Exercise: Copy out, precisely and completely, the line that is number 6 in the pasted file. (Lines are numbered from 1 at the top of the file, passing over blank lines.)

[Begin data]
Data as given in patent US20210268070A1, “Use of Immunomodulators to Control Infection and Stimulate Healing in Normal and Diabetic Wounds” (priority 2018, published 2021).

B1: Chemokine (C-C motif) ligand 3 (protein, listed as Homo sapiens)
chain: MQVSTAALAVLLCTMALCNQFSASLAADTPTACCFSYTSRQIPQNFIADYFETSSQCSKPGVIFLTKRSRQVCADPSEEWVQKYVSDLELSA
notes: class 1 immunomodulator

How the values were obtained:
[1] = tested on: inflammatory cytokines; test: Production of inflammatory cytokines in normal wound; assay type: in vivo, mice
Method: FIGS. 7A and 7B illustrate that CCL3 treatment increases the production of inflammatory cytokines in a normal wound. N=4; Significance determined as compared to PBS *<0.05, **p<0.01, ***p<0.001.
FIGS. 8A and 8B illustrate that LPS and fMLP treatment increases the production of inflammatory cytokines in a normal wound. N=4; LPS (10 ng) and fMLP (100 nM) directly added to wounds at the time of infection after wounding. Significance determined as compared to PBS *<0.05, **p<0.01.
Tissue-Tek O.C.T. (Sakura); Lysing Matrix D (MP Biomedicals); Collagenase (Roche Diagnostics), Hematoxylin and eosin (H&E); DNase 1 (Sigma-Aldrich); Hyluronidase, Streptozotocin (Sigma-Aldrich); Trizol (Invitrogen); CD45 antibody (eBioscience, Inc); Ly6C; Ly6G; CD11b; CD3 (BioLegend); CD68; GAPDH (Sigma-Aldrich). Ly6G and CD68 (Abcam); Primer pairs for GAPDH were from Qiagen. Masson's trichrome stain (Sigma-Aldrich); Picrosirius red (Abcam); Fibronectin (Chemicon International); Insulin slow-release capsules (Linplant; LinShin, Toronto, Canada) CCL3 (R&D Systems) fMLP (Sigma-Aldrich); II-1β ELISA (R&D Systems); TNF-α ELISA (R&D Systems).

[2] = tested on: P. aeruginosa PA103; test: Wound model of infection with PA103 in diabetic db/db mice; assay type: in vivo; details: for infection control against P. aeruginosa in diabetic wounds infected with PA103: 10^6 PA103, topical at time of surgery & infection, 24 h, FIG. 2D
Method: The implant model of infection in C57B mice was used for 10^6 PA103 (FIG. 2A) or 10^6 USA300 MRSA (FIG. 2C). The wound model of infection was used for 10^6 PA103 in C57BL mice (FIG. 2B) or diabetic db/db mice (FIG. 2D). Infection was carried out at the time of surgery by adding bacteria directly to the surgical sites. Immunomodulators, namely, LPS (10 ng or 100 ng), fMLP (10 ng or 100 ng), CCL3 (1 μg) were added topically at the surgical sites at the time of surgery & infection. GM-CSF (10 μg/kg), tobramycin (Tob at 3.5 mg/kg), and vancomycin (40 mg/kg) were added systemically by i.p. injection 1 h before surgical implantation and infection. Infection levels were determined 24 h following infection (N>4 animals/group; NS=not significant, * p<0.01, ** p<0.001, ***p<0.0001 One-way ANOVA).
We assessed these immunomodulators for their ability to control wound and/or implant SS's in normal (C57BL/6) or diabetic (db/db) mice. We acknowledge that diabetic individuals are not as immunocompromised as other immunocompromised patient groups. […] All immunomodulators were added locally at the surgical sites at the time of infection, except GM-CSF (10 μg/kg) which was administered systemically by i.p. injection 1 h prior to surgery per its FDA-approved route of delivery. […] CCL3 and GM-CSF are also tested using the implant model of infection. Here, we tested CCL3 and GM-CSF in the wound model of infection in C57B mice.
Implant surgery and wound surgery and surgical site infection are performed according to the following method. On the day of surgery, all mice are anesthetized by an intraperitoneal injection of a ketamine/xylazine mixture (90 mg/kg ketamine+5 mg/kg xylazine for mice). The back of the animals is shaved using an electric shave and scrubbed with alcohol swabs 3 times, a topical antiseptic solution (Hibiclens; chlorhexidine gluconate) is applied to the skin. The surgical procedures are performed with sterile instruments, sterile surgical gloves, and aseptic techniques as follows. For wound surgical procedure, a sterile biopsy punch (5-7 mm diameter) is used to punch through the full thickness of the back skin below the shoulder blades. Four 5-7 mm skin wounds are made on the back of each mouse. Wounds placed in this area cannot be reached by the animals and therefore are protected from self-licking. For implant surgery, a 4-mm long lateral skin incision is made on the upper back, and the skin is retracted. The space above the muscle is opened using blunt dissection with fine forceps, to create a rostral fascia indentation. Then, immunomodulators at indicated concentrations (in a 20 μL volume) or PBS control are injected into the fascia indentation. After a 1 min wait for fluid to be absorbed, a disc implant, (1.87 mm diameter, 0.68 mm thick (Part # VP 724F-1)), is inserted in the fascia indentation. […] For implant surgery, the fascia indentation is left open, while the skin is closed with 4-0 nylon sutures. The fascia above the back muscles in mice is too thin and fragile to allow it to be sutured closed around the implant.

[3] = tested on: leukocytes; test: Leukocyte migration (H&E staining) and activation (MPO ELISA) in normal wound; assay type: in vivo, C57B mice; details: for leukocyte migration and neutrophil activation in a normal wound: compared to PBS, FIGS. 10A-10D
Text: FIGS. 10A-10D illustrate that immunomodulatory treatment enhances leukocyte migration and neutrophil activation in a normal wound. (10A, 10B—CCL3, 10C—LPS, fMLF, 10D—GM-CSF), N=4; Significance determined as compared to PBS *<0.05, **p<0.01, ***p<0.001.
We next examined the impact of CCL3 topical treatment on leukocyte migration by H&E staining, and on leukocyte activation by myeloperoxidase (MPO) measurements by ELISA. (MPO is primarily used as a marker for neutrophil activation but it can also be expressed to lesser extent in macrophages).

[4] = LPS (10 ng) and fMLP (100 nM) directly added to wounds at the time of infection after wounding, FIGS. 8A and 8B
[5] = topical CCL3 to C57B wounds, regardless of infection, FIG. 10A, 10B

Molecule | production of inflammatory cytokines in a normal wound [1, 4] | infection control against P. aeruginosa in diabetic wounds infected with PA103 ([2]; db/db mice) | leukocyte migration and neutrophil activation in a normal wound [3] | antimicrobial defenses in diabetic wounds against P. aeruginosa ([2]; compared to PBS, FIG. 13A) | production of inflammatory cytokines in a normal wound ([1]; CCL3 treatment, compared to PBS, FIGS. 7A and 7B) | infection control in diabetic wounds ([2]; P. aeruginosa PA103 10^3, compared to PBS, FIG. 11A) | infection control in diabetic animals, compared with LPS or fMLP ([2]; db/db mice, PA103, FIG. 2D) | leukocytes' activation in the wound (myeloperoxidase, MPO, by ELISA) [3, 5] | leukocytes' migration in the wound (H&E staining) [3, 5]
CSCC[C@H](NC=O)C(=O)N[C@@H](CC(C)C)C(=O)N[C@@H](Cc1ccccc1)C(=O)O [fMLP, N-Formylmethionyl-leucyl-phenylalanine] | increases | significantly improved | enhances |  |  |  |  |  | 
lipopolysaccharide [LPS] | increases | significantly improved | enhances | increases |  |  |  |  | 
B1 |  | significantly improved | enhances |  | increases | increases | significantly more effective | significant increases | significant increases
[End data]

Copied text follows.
[1] = tested on: inflammatory cytokines; test: Production of inflammatory cytokines in normal wound; assay type: in vivo, mice